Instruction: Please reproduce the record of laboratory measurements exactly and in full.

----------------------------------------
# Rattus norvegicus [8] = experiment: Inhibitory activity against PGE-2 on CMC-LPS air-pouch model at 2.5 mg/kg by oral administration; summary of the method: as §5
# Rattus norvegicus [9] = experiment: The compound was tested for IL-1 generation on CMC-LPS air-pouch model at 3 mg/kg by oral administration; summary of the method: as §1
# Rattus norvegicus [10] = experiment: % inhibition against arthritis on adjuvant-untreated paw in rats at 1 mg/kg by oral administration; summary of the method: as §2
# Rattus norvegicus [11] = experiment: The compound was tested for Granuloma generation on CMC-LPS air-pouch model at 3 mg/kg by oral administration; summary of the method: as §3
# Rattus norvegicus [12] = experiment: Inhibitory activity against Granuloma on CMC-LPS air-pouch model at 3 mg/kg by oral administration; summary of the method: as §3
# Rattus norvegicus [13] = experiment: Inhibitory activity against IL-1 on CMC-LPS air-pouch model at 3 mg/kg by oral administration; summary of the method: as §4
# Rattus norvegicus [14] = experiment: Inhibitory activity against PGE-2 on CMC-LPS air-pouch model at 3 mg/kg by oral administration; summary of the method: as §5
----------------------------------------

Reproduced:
# Rattus norvegicus [8] = experiment: Inhibitory activity against PGE-2 on CMC-LPS air-pouch model at 2.5 mg/kg by oral administration; summary of the method: as §5
# Rattus norvegicus [9] = experiment: The compound was tested for IL-1 generation on CMC-LPS air-pouch model at 3 mg/kg by oral administration; summary of the method: as §1
# Rattus norvegicus [10] = experiment: % inhibition against arthritis on adjuvant-untreated paw in rats at 1 mg/kg by oral administration; summary of the method: as §2
# Rattus norvegicus [11] = experiment: The compound was tested for Granuloma generation on CMC-LPS air-pouch model at 3 mg/kg by oral administration; summary of the method: as §3
# Rattus norvegicus [12] = experiment: Inhibitory activity against Granuloma on CMC-LPS air-pouch model at 3 mg/kg by oral administration; summary of the method: as §3
# Rattus norvegicus [13] = experiment: Inhibitory activity against IL-1 on CMC-LPS air-pouch model at 3 mg/kg by oral administration; summary of the method: as §4
# Rattus norvegicus [14] = experiment: Inhibitory activity against PGE-2 on CMC-LPS air-pouch model at 3 mg/kg by oral administration; summary of the method: as §5